Newport Beach firefighters ‘never forget’ on 20th anniversary of 9/11 attacks
Newport Beach Fire Department Capt. Cameron Hutzler remembers where he was when he heard the news on Sept. 11, 2001.
Hutzler was 24. He’d only graduated that year from training and wouldn’t be hired on full-time at the Newport Beach Fire Department until January, but was working temporarily as an aide.
He was driving to work around 6:30 in the morning when he heard the first reports come over the radio.
“There were conflicting reports. I was hearing the Sears towers, then the Trade Towers and there were so many reports that were false — the Pentagon,” Hutzler said. “All these things ... ‘What is happening right now?’ It was a feeling that you had.”
When Hutzler arrived at his fire station, he saw nearly the entire staff present practically glued to the television. He himself was curious, but didn’t think he should watch at the risk of looking derelict of his work duties.
“There’s a chain of command and ... I was on the bottom rung. People were just dumbfounded,” Hutlzer said. “They were like, ‘You gotta watch this.’ It’s not customary to watch television. You’re supposed to be the doer; you’re supposed to be the worker. But, they were like, ‘You’re watching history right now.’”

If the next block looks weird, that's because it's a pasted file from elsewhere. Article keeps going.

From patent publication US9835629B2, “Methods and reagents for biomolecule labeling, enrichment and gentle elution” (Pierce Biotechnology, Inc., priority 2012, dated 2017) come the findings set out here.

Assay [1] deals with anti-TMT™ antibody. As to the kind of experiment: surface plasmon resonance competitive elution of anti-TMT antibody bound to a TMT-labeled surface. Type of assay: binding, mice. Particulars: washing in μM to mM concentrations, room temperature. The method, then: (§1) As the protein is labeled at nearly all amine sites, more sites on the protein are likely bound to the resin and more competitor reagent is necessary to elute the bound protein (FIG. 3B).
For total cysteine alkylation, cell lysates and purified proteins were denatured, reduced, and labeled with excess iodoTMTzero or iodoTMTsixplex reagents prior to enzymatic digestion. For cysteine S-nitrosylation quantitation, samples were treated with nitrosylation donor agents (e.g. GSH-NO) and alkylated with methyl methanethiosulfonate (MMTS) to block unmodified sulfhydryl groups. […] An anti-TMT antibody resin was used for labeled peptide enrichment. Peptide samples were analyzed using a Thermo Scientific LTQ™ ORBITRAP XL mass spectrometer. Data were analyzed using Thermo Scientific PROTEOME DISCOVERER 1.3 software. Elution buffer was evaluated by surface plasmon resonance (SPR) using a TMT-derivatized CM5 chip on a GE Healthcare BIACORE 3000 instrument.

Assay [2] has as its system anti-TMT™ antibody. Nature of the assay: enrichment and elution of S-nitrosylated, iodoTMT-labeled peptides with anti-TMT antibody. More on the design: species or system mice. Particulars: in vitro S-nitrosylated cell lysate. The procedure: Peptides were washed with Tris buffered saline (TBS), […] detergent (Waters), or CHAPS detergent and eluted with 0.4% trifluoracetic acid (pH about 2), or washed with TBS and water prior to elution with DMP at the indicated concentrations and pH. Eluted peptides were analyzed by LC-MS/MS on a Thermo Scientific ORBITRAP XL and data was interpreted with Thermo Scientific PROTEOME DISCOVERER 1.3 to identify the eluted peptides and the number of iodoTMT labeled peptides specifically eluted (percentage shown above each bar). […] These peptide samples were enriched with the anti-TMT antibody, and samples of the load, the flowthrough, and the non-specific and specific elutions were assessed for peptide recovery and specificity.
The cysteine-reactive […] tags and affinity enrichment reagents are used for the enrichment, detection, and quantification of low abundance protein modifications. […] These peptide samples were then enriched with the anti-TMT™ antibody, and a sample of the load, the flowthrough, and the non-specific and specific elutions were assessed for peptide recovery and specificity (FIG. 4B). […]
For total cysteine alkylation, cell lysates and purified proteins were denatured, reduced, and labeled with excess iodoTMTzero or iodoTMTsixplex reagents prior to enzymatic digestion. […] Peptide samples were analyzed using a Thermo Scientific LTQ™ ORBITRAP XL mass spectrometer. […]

Hutzler thinks back on that day 20 years ago and realizes that was when he was certain he had chosen the right profession.
Early in the morning Saturday, the firefighters at Hutzler’s station on Marigold Avenue lowered the flag half-mast for a moment of silence and listened solemnly to a radio broadcast by the Orange County Fire Authority memorializing the Sept. 11 attacks.
The same was true at firehouses throughout the rest of Newport Beach and across the county, including at the Orange County Fire Authority headquarters in Irvine where a ceremony was held.
County fire Capt. Greg Barta said that the agency committed to honoring a moment of silence annually as it continues to memorialize the 343 firefighters that died in the line of duty.
“That day and [Saturday], it’s a day that united the entire country and the slogan really came out that we will never forget,” Barta said. “That’s our goal with the Orange County Fire Authority is to never forget and I can assure you nor will we ever.”
“This annual ceremony is a way for us to never forget,” Barta said.
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